“The review, it seems, has become increasingly politicized to the point where the actual consultations that are supposed to be going on have been somewhat suspect,” he said.
Greener points to a chronology of events since the Rae mandate was formed earlier this year. Rae was appointed to lead the taskforce in May, though he had been premier during funding cuts and the removal of needs-based grants.
This spring, The Globe and Mail reported Rae made comments supporting deregulated tuition fees. In June, student groups raised a ruckus when no one appointed to the seven-member panel had advocated for lower tuition fees in the past.
Mary Anne Chambers, Ontario minister of training, colleges and universities, later said tuition would begin to rise as soon as the freeze was over. An unnamed panel member, who was quoted in the Sept. 6 issue of Maclean’s magazine said; “tuition is going to have to go up.” According to Ruth MacKey, a representative for the review, that isn’t necessarily the case.
“[The government] commissioned a serious review and that’s what we’re undertaking.” MacKey says students can still contribute their thoughts and advice to the review.
“Any student can send written or online submissions at any time.”
Dates have been set for public town hall meetings in November and December in Toronto, although the locations have not yet been confirmed.
“We’re very concerned that this review process maintain its original goals to actually reach out to Ontarians and seek their input,” Greener said. “We’re very confident that Ontarians want to see tuition fees go down.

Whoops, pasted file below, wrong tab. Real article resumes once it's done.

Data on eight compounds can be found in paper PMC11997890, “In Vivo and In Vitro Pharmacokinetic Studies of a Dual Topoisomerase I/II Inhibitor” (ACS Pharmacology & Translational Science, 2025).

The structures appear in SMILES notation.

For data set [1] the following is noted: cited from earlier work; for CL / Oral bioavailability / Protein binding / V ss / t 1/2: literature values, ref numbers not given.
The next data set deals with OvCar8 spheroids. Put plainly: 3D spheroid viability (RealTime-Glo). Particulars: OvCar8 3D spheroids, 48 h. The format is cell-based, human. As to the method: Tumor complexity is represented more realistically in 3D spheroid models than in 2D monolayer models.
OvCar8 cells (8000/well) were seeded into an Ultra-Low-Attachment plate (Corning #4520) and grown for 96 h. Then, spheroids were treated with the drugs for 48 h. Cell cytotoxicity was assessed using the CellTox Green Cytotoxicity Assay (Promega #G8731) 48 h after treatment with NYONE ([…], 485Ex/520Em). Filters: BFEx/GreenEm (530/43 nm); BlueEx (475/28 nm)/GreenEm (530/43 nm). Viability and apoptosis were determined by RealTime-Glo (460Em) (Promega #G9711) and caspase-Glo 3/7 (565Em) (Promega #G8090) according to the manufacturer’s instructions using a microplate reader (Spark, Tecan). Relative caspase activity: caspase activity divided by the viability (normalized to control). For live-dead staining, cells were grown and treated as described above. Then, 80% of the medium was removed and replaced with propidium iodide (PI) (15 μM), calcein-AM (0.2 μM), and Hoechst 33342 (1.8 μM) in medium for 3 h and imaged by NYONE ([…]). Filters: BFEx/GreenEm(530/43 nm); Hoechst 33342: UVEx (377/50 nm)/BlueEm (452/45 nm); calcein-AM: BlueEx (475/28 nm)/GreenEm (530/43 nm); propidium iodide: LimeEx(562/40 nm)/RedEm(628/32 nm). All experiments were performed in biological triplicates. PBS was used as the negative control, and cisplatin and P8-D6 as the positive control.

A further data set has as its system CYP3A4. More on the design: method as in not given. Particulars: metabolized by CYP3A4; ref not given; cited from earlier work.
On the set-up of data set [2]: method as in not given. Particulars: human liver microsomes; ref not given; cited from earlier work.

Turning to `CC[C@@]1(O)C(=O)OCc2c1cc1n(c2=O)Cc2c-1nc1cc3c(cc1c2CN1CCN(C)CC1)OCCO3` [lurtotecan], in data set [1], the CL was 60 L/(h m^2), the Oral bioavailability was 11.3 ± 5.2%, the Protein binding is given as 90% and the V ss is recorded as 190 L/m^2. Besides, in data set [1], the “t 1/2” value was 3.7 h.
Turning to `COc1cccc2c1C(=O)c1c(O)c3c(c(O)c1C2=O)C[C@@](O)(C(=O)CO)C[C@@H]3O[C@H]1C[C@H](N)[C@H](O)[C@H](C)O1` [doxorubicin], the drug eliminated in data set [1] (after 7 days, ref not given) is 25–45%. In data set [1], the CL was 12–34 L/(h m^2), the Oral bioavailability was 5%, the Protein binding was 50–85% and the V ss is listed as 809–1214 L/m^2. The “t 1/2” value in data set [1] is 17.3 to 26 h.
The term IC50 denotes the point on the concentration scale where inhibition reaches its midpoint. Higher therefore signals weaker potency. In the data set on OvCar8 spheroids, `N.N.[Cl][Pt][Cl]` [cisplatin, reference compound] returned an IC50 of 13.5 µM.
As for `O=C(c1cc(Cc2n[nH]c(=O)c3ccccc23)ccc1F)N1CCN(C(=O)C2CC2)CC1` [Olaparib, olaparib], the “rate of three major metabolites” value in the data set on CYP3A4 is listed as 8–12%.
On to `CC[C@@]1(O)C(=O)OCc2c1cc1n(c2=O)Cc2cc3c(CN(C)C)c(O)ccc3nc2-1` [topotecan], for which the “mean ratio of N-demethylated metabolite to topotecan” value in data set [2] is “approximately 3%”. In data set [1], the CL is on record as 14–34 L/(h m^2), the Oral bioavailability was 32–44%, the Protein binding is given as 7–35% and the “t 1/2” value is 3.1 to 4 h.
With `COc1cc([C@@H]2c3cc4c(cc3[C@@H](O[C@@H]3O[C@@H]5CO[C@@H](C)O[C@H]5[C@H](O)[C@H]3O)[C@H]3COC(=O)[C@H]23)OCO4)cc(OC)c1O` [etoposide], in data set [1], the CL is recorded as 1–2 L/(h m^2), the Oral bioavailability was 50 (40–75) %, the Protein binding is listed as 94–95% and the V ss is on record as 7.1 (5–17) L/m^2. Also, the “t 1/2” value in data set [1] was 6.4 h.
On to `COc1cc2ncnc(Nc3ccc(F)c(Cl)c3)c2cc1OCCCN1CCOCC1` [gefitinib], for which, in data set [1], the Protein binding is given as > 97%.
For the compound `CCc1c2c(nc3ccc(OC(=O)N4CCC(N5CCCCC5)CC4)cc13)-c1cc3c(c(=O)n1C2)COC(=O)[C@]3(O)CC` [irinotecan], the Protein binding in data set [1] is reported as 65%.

“Over eighty per cent of Ontarians think that tuition fees are too high.”
Some people are skeptical of such recommendations, even if they favour lower tuitions. Isabella Bardoel, 53, who graduated from Ryerson 28 years ago and now has two sons in university, said the review seems like nothing more than a gesture to stop Ontarians from demanding results.
“Very little ever happens when these big reviews are commissioned.There’s usually a lot of talk about the issue and that’s about it,” Bardoel said.
She remembers graduating from Ryerson’s journalism program by paying about $1,500 per year-half of which was subsidized by the government as long as she kept her grades up.
Ryerson President Claude Lajeunesse said current tuition prices are roughly the same as the tuition of the ’60s, considering a house cost $12,000 at the time.
“There has been some catch up,” he said. “You have to put these things into perspective.”
But the rapidly rising tuition fees in Ontario have sent one message to families with low incomes, Greener said.
“It said that you’re not only being shut out of an opportunity to learn and move forward,” he said. “It also said that you won’t even be able to access a decent job because you can’t get into university or college.”
As a low-income, single mother trying to get a university degree, Bouchir doesn’t believe that. “I am in social housing right now because I can’t afford to buy a house for my son. But that’s why I’m going to school and giving a hard time to myself. Because I have a goal and I have to pursue it.”
She thinks low-income students can succeed if they work hard enough despite the large debts they’re forced into. Bouchir, who works close to 30 hours a week in addition to being a full-time student at Centennial, hopes to start a business in five years.
“I have so many ideas,” she said. “Probably you can find me at Scarborough Town Centre opening my own food store, [featuring] some Moroccan dishes.”